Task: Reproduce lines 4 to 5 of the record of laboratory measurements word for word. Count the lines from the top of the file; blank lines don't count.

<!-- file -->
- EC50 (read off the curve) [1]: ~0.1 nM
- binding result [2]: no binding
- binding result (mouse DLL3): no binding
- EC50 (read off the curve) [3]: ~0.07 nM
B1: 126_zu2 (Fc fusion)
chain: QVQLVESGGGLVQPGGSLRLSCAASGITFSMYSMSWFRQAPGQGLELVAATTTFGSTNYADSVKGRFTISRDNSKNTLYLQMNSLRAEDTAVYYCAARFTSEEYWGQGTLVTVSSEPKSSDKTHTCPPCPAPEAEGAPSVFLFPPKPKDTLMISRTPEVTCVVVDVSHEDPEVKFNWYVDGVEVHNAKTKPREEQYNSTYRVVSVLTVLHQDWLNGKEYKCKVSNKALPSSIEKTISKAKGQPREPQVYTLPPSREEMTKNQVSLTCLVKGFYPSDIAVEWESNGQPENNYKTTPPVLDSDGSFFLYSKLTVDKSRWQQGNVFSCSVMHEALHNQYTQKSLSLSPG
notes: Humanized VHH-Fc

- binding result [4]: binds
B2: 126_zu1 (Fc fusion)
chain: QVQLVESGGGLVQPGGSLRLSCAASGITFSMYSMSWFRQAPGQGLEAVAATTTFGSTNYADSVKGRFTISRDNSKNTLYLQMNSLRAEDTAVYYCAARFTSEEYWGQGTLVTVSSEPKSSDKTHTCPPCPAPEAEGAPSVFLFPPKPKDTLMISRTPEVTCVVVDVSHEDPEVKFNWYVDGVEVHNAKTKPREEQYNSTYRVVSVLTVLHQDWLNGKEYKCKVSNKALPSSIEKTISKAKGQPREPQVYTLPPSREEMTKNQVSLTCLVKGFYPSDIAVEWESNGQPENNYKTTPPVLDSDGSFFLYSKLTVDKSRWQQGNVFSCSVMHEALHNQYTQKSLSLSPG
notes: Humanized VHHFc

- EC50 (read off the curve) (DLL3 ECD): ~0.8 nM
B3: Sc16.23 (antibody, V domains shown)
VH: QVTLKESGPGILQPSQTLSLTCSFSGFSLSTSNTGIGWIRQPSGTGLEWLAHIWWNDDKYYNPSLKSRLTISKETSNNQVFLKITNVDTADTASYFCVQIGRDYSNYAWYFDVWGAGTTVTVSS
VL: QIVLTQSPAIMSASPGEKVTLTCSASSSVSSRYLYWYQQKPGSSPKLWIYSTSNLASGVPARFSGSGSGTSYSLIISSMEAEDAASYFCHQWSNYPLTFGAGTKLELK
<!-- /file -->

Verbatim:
- EC50 (read off the curve) [3]: ~0.07 nM
B1: 126_zu2 (Fc fusion)